Wednesday, March 2, 2005
The Louisiana State Bar Association's Art, Entertainment and Sports Law Section and the MPAA are co-sponsoring a conference on Global Film on March 10 and 11 in New Orleans, Louisiana. The keynote speaker is MPAA Senior Vice President John Malcolm. See the conference website for more information on this event.
Tuesday, March 1, 2005
Judge Roy Paul has ruled that the recently amended California law allowing parties to request that their financial records be sealed during divorce proceedings is unconstitutional. The issue arose with respect to the Burkle divorce. See the AP's coverage here.
Upcoming arguments in the MGM v. Grokster appeal on March 29, 2005 promise to be provocative. Findlaw provides links to briefs, lower court proceedings and related litigation here. Julie Hilden's thoughtful February 16 column on cnn.com reviews the issues in the case.
Monday, February 28, 2005
The recent dismissal of the Baltimore Sun's lawsuit against Maryland Governor Bob Ehrlich (Baltimore Sun v. Ehrlich) seems simply to have exacerbated the controversy over what the Sun considers to be the Governor's lack of candor and the Governor considers the Sun's unreasonable demands for information. Now, the Governor's Chief Counsel has begun an investigation into the mystery surrounding "MD4BUSH" and his (or her) involvement in spreading rumors about Mayor Martin O'Malley's personal life. Targets reportedly also include Baltimore Sun reporters, on the theory that they might have information helpful to the inquiry. See more in an AP story here, and a Baltimore Sun story by Ivan Penn here. James Keat, a retired Sun editor, published a pointedly pro-freedom of information piece in the Sun on the 25th, making some analogies between Ehrlich and Russian President Vladimir Putin. For more about the dismissal of the Sun's suit see Wiley Hall's piece in the Washington Post from February 14th here. Read Judge Quarles' opinion here. [NB: The Sun provides extensive coverage of the lawsuit and of the O'Malley investigation in its archives but may require registration for an archive search. Registration is free.]
Sunday, February 27, 2005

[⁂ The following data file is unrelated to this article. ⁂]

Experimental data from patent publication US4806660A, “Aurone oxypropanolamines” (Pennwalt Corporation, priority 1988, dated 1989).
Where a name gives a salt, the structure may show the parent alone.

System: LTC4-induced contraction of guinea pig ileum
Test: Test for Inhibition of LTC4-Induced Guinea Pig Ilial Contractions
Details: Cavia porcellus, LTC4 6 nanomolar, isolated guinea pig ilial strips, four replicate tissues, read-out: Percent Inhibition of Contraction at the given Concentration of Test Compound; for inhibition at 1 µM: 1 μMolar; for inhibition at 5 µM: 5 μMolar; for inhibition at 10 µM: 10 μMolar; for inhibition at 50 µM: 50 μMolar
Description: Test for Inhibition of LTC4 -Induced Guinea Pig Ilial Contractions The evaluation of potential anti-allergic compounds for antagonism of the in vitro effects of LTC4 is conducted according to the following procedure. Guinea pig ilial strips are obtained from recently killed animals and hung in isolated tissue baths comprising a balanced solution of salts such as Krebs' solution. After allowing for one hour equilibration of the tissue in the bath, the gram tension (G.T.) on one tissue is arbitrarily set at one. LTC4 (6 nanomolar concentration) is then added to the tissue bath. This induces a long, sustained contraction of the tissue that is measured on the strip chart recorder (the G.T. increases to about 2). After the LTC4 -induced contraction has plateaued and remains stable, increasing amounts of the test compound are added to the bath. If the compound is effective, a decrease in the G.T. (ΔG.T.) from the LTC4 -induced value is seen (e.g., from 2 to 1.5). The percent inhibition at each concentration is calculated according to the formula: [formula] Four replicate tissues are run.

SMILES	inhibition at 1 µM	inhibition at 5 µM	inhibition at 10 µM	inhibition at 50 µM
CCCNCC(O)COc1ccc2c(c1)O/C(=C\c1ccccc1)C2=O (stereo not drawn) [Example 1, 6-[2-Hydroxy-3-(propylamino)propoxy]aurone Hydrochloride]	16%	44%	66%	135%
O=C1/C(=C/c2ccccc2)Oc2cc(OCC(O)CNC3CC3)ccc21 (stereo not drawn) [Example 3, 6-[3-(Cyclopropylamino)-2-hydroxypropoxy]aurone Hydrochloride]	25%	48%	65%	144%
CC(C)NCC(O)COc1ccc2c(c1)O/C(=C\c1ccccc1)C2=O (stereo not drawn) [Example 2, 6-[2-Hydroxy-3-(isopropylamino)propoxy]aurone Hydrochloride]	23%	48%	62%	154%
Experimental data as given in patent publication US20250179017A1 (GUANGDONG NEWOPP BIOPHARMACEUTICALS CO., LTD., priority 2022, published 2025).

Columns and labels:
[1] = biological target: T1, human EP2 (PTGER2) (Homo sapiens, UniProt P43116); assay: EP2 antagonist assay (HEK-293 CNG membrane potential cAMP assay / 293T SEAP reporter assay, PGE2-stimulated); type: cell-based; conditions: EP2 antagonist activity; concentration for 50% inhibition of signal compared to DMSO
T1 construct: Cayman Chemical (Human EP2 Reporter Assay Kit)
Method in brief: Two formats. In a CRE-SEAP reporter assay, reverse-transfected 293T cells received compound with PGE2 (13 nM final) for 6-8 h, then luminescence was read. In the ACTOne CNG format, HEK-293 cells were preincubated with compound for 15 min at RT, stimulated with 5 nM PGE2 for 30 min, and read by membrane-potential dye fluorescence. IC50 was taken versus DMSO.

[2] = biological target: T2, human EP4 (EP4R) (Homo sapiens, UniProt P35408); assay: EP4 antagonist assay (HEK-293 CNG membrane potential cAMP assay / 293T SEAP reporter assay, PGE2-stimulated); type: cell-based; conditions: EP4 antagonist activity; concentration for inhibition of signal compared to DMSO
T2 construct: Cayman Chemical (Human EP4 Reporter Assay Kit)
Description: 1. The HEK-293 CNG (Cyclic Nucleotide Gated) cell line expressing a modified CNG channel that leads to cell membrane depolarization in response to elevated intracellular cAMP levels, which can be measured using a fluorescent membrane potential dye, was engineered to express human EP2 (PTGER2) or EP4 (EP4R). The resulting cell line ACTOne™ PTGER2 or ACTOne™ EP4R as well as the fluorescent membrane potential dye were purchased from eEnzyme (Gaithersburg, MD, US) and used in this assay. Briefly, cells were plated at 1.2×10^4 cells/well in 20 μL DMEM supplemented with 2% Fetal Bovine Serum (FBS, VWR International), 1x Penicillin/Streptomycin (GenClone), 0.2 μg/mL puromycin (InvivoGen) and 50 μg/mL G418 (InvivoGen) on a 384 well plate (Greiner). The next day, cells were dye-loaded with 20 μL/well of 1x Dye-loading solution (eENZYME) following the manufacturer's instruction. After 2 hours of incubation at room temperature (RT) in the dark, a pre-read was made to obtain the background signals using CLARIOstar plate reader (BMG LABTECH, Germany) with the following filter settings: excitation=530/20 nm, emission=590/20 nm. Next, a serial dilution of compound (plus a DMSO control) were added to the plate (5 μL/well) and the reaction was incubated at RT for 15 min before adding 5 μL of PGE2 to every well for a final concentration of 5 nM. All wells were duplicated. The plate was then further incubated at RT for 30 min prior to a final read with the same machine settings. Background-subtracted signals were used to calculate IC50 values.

The Second Circuit has affirmed the dismissal of a copyright holder's lawsuit against the Smithsonian press for lack of jurisdiction, holding that such suits must be filed in the U. S. Court of Federal Claims under 28 U.S.C.S. § 1498(b). Arguing pro se, Kevin O'Rourke, who practices law in New York, wished ultimately to bring a claim that the Smithsonian had infringed his copyright in his book Currier and Ives: The Irish in America when it published its book Currier and Ives: America Imagined. The court examined the legislative history of the relevant statutes as well as Congress' relationship to the Smithsonian and concluded that Congress meant to establish "that the Smithsonian is within the term "the United States" in 28 U. S. C. [sec]1498(b). That section waives sovereign immunity with respect to copyright infringement claims brought against the United States, but only to the extent that such claims are brought in the United States Court of Federal Claims. Accordingly, we affirm the judgment of the district court, dismissing the present action for lack of subject matter jurisdiction." Read the opinion here.
Frank Rich's column today in the New York Times makes some provocative observations about the possible links among the demands from some viewers for more stringent enforcement of broadcast decency standards from the FCC, a resulting measureable drop in viewership for the 2005 Super Bowl half time show and other live shows, and Oscar host Chris Rock's recent comments about tonight's show, which the network will broadcast with a five second delay. Rich goes on to discuss the extent to which it is possible to return to the 1950s and early 1960s, when many of today's audience members actively seek the kind of entertainment that the FCC seems determined to discourage these days. Finally, he reviews financial contributions made by the media, communications, and entertainment community to certain members of the majority party, citing for example Comcast. According to the article, Comcast's pay per view networks provide quite a menu of porn for subscribers. But Comcast also provides quite a lot of campaign support for Republican Fred Upton, a leader in the current anti-porn, anti-indecency campaign and other members of the current party which dominates the Administration (see p. 17, citing the Center for Responsive Politics website). NB: The online article contains a correction not in the print copy.